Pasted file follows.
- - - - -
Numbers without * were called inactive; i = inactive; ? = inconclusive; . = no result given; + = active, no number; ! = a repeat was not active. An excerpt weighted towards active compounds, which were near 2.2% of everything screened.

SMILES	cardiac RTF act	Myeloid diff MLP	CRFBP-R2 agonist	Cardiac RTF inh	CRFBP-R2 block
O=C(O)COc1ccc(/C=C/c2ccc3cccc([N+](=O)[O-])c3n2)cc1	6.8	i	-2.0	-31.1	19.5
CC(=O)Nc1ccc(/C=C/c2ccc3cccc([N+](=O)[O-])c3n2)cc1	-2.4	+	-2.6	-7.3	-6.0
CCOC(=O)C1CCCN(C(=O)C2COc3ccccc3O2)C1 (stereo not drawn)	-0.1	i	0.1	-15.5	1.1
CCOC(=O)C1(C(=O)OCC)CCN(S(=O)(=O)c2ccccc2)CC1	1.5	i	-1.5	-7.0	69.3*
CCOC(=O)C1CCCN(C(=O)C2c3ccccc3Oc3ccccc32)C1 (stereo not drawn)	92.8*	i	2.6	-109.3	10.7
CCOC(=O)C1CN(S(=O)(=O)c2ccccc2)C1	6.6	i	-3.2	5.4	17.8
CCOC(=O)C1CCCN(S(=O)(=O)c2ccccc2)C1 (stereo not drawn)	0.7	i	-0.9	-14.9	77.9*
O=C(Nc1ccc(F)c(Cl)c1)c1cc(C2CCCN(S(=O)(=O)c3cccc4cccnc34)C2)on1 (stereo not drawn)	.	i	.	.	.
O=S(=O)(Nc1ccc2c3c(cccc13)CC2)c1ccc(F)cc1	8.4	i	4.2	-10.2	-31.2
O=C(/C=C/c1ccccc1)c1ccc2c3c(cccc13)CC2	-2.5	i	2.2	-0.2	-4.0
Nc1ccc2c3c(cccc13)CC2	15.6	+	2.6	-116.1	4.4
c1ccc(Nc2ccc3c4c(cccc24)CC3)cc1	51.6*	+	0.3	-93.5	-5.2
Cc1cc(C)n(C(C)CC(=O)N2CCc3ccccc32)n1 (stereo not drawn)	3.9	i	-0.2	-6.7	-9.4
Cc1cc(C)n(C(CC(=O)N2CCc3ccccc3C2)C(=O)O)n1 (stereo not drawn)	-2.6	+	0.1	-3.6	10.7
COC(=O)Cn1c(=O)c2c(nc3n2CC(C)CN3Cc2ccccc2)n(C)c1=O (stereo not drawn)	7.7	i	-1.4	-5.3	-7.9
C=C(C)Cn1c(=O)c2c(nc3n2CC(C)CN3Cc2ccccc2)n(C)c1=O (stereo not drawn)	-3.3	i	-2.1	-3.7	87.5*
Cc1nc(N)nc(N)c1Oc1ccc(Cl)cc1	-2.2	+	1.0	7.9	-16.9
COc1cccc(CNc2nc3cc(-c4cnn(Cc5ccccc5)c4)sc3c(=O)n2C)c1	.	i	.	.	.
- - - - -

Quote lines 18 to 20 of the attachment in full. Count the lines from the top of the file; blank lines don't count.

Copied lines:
C=C(C)Cn1c(=O)c2c(nc3n2CC(C)CN3Cc2ccccc2)n(C)c1=O (stereo not drawn)	-3.3	i	-2.1	-3.7	87.5*
Cc1nc(N)nc(N)c1Oc1ccc(Cl)cc1	-2.2	+	1.0	7.9	-16.9
COc1cccc(CNc2nc3cc(-c4cnn(Cc5ccccc5)c4)sc3c(=O)n2C)c1	.	i	.	.	.